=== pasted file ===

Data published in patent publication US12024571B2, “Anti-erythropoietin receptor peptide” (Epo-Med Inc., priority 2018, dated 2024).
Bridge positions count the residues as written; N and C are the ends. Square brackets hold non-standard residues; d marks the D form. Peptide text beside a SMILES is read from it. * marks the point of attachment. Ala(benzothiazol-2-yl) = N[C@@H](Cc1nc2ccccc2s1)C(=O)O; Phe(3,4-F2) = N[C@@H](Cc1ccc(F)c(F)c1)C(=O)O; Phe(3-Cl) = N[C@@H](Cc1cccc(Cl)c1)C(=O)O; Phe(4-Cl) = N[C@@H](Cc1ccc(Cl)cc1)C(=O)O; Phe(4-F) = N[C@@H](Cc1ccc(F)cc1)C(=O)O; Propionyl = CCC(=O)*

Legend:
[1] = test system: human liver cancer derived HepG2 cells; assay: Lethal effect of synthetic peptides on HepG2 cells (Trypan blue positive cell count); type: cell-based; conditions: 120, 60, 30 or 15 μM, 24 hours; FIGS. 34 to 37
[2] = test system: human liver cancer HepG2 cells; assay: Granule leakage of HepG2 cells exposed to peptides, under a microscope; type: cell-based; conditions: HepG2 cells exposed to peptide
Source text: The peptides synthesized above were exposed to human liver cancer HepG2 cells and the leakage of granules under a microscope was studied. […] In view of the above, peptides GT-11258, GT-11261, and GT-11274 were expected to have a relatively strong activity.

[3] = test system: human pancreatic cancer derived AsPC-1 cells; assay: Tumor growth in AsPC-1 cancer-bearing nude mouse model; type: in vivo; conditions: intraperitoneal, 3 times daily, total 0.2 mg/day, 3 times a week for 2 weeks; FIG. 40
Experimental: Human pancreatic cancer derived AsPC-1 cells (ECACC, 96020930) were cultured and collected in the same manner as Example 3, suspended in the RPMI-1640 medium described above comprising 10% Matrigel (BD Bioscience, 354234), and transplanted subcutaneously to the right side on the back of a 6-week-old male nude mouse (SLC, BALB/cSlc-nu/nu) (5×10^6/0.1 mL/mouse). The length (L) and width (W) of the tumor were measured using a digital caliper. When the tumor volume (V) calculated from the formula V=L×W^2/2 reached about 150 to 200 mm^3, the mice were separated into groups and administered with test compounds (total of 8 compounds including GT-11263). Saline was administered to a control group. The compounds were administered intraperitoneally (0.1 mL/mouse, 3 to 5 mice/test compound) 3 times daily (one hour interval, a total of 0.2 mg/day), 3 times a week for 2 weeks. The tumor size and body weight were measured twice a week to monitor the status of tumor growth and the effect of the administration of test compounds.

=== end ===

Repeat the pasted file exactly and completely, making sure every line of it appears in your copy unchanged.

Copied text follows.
Data published in patent publication US12024571B2, “Anti-erythropoietin receptor peptide” (Epo-Med Inc., priority 2018, dated 2024).
Bridge positions count the residues as written; N and C are the ends. Square brackets hold non-standard residues; d marks the D form. Peptide text beside a SMILES is read from it. * marks the point of attachment. Ala(benzothiazol-2-yl) = N[C@@H](Cc1nc2ccccc2s1)C(=O)O; Phe(3,4-F2) = N[C@@H](Cc1ccc(F)c(F)c1)C(=O)O; Phe(3-Cl) = N[C@@H](Cc1cccc(Cl)c1)C(=O)O; Phe(4-Cl) = N[C@@H](Cc1ccc(Cl)cc1)C(=O)O; Phe(4-F) = N[C@@H](Cc1ccc(F)cc1)C(=O)O; Propionyl = CCC(=O)*

Legend:
[1] = test system: human liver cancer derived HepG2 cells; assay: Lethal effect of synthetic peptides on HepG2 cells (Trypan blue positive cell count); type: cell-based; conditions: 120, 60, 30 or 15 μM, 24 hours; FIGS. 34 to 37
[2] = test system: human liver cancer HepG2 cells; assay: Granule leakage of HepG2 cells exposed to peptides, under a microscope; type: cell-based; conditions: HepG2 cells exposed to peptide
Source text: The peptides synthesized above were exposed to human liver cancer HepG2 cells and the leakage of granules under a microscope was studied. […] In view of the above, peptides GT-11258, GT-11261, and GT-11274 were expected to have a relatively strong activity.

[3] = test system: human pancreatic cancer derived AsPC-1 cells; assay: Tumor growth in AsPC-1 cancer-bearing nude mouse model; type: in vivo; conditions: intraperitoneal, 3 times daily, total 0.2 mg/day, 3 times a week for 2 weeks; FIG. 40
Experimental: Human pancreatic cancer derived AsPC-1 cells (ECACC, 96020930) were cultured and collected in the same manner as Example 3, suspended in the RPMI-1640 medium described above comprising 10% Matrigel (BD Bioscience, 354234), and transplanted subcutaneously to the right side on the back of a 6-week-old male nude mouse (SLC, BALB/cSlc-nu/nu) (5×10^6/0.1 mL/mouse). The length (L) and width (W) of the tumor were measured using a digital caliper. When the tumor volume (V) calculated from the formula V=L×W^2/2 reached about 150 to 200 mm^3, the mice were separated into groups and administered with test compounds (total of 8 compounds including GT-11263). Saline was administered to a control group. The compounds were administered intraperitoneally (0.1 mL/mouse, 3 to 5 mice/test compound) 3 times daily (one hour interval, a total of 0.2 mg/day), 3 times a week for 2 weeks. The tumor size and body weight were measured twice a week to monitor the status of tumor growth and the effect of the administration of test compounds.